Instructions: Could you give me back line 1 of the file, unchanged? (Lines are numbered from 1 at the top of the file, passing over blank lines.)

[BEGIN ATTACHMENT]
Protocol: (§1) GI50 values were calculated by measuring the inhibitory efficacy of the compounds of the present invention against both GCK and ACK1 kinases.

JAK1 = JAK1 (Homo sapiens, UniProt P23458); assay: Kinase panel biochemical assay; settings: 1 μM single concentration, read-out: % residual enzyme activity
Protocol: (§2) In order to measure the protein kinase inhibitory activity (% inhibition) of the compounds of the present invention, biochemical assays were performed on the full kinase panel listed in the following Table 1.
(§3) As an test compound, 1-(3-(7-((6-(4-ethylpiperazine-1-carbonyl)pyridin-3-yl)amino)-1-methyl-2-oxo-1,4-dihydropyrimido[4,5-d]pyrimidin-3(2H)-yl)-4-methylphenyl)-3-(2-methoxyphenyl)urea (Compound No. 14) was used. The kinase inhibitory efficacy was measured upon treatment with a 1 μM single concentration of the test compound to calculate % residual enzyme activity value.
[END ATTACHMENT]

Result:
Protocol: (§1) GI50 values were calculated by measuring the inhibitory efficacy of the compounds of the present invention against both GCK and ACK1 kinases.